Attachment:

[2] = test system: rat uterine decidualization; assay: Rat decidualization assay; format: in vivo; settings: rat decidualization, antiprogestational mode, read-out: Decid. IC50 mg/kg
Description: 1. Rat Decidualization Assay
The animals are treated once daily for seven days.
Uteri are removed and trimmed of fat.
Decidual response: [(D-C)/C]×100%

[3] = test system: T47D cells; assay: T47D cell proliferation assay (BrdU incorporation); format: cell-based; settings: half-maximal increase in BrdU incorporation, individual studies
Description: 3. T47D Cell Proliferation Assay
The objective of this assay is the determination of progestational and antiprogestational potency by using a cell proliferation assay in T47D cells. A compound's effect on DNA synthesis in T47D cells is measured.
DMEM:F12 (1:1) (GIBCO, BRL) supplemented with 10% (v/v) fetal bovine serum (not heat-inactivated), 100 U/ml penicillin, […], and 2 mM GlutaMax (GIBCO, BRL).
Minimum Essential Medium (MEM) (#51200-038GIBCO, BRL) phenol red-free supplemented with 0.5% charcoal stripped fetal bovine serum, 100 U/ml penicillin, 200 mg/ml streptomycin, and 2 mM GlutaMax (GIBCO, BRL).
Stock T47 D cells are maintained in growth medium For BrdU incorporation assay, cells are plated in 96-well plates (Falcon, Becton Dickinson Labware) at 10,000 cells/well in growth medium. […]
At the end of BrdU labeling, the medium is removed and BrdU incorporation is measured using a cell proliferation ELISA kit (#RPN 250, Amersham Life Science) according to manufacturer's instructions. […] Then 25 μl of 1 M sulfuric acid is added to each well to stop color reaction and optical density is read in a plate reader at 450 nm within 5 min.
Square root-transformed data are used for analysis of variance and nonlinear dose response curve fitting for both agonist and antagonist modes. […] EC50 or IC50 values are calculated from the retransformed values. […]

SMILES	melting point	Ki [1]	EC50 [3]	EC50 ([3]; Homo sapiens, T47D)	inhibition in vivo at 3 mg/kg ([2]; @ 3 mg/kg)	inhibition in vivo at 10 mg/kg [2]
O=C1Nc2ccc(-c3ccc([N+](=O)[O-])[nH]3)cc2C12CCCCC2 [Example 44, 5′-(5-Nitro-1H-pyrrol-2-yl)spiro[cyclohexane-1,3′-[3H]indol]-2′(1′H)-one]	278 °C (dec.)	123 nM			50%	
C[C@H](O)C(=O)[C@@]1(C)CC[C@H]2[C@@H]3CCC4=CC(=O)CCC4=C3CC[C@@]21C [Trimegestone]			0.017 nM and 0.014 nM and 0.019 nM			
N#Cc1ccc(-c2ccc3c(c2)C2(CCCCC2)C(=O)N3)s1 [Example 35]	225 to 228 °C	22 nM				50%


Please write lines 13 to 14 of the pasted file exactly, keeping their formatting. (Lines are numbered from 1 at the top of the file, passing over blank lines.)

Square root-transformed data are used for analysis of variance and nonlinear dose response curve fitting for both agonist and antagonist modes. […] EC50 or IC50 values are calculated from the retransformed values. […]

SMILES	melting point	Ki [1]	EC50 [3]	EC50 ([3]; Homo sapiens, T47D)	inhibition in vivo at 3 mg/kg ([2]; @ 3 mg/kg)	inhibition in vivo at 10 mg/kg [2]